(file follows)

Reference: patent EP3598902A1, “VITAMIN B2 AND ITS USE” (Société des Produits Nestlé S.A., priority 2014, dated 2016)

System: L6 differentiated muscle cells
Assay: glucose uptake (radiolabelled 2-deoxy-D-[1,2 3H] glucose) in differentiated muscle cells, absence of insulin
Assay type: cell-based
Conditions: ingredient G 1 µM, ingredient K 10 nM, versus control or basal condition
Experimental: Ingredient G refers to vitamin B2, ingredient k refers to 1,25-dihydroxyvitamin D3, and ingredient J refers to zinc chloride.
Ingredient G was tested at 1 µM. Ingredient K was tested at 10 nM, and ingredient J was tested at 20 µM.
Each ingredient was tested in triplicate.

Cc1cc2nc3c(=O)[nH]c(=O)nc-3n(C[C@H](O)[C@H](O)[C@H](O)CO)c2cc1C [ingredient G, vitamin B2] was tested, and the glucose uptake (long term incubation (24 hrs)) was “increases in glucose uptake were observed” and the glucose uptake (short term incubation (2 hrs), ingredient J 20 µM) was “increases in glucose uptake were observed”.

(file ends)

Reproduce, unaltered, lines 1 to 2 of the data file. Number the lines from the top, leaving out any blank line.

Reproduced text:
Reference: patent EP3598902A1, “VITAMIN B2 AND ITS USE” (Société des Produits Nestlé S.A., priority 2014, dated 2016)

System: L6 differentiated muscle cells